Small-town theaters offer old-fashioned experience

Cars are ready for the movie to start at the Pheasant Drive-In in Mobridge. The theater’s season runs from May to September, and movies are shown at dusk every weekend. Courtesy photo

By Katherine Grandstrand [email protected]

There’s only a handful of showings each week, there’s only one screen and only one movie each week, but that’s kind of the beauty of a small-town movie theater.

The further you get from Aberdeen and the city’s 10 movie screens — nine at the AMC Classic Aberdeen 9 at Aberdeen Mall and one at the Capitol Theatre downtown — the closer you’ll get to an old-fashioned monoplex.

Some of the theaters are a century old, others have gone through major renovations, but one thing the theaters in northeast South Dakota (and one in southeast North Dakota) have in common is that they’re independently owned and operated.

The Lyric Theatre in Faulkton has been in the Huss family since it was built in 1950. Brothers Cyril and Leo ran the theater until a fire in 1967, when Cyril bought Leo’s share and renovated the space, said David Huss, who currently runs the theater his father, Cyril, started.

“People don’t go out to the movies nearly as much as they did in the ‘60s and ‘70s,” Huss said.

Wendy Johnson, owner of the Grand Theatre in Oakes, N.D., didn’t plan on running a theater, but when she moved to Oakes 19 years ago, the Grand was in danger of closing, a fate that it hadn’t faced since the 1980s.

“I’m not a movie buff, I just didn’t want to see it close,” Johnson said.

It’s been more than 40 years of running the Pheasant Drive-In in Mobridge for Ron Maier, who bought the theater in 1976.

“People can do their own thing in their cars,” Maier said. “They don’t have to hire a baby sitter.”

There are some challenges to owning a theater. For one, a movie costs the same for a small-town theater as it does for a multiplex, Johnson said. And the theater usually doesn’t get movies on opening weekend, because many studios require a two-week commitment.

“A lot of people don’t want to wait to see the movie,” Johnson said.

But there are some perks, such as having total control over the concession stand.

Maier serves a homemade barbecue sandwich at the Pheasant Drive-In that has been touted as one of the best around, he said.

And Johnson said she only serves real butter on the popcorn at the Grand.

“There’s only specific brands that I use,” Johnson said. “I don’t use any off-brands, we use Land O’Lakes or Crystal Farms, period.”

Owners can get creative with programming, too. There were several classic movies shown at the Pheasant City Drive In in Redfield last summer, such as “Smokey and the Bandit” and “The Goonies.”

In Faulkton, Huss said he’ll occasionally do a 21-and-over night.

“We let people bring in a beer cooler and relax,” Huss said. “It’s normally on a Friday night.”

It’s worth the trip to some of these small towns, not only for their theaters.

Oakes has a lot of neat shops, including Sweets and Stories, a coffee and book shop, next door to the Grand Theatre, Johnson said.

Mobridge’s Pheasant Drive-In overlooks Lake Oahe.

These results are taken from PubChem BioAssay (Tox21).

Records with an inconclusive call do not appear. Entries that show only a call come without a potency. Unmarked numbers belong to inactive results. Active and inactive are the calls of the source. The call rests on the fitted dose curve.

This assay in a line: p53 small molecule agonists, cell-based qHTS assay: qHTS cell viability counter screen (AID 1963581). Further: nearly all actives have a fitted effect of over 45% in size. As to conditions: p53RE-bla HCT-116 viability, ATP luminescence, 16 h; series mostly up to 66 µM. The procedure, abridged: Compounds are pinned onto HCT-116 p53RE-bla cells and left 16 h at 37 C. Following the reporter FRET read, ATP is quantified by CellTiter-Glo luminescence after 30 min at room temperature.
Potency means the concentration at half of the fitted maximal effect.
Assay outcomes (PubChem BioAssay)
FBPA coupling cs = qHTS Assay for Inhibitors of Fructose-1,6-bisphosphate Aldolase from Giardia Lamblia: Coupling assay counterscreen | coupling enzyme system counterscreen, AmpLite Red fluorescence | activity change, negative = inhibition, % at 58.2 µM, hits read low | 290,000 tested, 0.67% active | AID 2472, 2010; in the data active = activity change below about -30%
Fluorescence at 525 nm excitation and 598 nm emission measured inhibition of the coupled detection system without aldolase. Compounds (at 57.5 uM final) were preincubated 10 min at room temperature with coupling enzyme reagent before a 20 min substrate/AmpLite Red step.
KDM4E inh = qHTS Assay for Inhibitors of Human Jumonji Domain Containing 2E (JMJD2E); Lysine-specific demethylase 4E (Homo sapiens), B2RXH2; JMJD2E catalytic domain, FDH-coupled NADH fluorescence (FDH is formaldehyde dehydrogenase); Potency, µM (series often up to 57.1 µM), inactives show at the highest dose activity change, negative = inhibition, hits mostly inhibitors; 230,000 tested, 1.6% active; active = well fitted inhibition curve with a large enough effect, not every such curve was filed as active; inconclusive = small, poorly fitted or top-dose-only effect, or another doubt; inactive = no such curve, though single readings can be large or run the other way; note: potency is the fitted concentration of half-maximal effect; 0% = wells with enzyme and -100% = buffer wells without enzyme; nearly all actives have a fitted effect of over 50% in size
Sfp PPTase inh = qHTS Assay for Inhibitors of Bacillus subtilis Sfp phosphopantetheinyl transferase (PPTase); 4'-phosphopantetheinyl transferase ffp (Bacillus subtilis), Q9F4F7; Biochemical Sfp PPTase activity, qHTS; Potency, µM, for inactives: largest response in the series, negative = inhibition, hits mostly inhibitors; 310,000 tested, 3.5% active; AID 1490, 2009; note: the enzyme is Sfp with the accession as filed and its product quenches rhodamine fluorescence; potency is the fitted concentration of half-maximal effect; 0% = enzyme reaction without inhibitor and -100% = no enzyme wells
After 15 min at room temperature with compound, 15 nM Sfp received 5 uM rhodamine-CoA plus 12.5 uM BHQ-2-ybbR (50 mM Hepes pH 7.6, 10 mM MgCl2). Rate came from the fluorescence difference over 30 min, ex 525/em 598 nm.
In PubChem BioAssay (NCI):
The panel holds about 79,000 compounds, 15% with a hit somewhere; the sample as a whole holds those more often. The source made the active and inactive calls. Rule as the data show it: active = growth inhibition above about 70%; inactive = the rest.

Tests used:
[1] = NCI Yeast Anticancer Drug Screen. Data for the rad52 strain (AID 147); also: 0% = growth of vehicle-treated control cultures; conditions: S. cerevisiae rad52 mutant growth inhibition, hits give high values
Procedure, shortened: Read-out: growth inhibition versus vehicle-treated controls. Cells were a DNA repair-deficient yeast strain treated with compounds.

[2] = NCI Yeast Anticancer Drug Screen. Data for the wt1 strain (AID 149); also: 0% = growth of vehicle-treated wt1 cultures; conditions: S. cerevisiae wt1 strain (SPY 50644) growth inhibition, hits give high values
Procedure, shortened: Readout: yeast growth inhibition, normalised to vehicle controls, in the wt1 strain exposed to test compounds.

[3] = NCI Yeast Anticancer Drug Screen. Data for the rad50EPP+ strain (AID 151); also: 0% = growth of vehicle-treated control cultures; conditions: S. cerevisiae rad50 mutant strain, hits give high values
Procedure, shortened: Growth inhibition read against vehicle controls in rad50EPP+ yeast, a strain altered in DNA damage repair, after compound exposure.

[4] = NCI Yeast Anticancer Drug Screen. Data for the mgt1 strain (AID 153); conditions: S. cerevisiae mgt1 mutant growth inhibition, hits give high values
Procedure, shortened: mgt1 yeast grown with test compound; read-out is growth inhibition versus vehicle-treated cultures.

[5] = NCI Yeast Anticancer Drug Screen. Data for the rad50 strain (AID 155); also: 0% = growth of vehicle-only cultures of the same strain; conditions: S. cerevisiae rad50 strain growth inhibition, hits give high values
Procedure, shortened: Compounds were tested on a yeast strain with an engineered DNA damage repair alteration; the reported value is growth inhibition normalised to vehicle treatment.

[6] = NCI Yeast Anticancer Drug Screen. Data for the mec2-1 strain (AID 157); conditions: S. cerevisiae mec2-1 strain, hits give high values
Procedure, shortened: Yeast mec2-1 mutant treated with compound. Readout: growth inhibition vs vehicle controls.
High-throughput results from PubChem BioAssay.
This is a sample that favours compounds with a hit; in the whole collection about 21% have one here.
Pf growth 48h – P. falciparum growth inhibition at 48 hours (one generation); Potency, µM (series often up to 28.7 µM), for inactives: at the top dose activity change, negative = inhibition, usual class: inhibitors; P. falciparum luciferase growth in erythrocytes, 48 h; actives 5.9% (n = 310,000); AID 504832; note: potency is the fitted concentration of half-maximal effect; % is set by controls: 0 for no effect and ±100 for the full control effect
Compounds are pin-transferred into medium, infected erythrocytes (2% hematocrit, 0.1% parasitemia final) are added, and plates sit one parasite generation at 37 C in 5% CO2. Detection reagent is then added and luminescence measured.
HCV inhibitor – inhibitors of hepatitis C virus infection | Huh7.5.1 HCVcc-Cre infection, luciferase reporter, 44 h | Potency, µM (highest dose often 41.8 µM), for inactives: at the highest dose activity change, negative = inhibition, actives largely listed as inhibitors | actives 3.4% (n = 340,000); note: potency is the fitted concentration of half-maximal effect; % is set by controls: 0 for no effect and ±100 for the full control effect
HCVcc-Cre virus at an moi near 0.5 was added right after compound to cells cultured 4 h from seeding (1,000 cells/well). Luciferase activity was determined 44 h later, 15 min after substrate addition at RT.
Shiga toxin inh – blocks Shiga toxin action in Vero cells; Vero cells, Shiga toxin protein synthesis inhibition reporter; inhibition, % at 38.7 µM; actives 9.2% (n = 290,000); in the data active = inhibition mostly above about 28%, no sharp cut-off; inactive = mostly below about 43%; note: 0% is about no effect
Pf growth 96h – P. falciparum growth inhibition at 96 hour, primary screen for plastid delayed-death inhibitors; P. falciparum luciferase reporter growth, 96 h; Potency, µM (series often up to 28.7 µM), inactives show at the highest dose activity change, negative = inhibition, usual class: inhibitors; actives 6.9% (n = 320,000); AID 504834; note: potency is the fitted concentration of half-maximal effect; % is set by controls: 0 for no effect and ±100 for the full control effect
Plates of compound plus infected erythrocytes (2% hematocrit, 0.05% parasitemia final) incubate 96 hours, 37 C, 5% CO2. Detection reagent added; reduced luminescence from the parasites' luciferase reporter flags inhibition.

Huss recommended the Dot T Steakhouse in Faulkton — a business his family also owns.

“A lot of people enjoy our chislic — we sell a lot of chislic,” Huss said.

Follow @kgrandstrandAAN on Twitter.

Grand Theatre

507 Main Ave., Oakes, N.D.

Showings three nights a week, 7:30 p.m. either Friday through Sunday or Saturday through Monday, depending on other town activities.

Season: Year round, although there is no movie the weekend of the North Dakota State Wrestling Tournament.

Search “Grand Theatre in Oakes” on Facebook for upcoming movies, which are announced mid-week, and that weekend’s schedule.

Lyric Theatre

809 Court St., Faulkton.

Showings three nights a week, 8 p.m., Friday through Sunday.

Season: May though November.

Search “Lyric Theatre, Faulkton” on Facebook for upcoming movies.

Mac Theatre

311 N. Main St., Mobridge.

Showings three nights a week, 8 p.m., generally Friday through Sunday. Matinees, when available, are at 1 p.m.

Season: September to May.

Search “Mac Theatre” on Facebook for upcoming movies and schedule changes.

Pheasant City Drive In Theatre

17230 U.S. Highway 281, Redfield.

Showings three nights a week at dusk, generally Friday through Sunday.

Season: May to September.

Visit pheasantcitydrivein.com or search “Pheasant City Drive In Theatre” on Facebook for upcoming movies, schedule changes and special events.

Pheasant Drive-In

1600 20th St. W., Mobridge.

Showings four nights a week at dusk, generally Friday through Monday.

Season: May through September.

Visit pheasantdrivein.weebly.com or search “Pheasant Drive-In” on Facebook for upcoming movies and schedule changes.

Strand Theatre

703 Main St., Britton.

Showings three nights a week, 7:30 p.m., generally Friday through Sunday.

Season: Year-round.

Visit strand-theatre-brittonsd.com for upcoming movies and schedule changes, like added matinees.

Webster Theatre

704 Main St., Webster.

Showings three nights a week, 7:30 p.m., generally Saturday through Monday.

Season: Year-round.

Search “Webster Theatre” on Facebook for upcoming movies and schedule changes.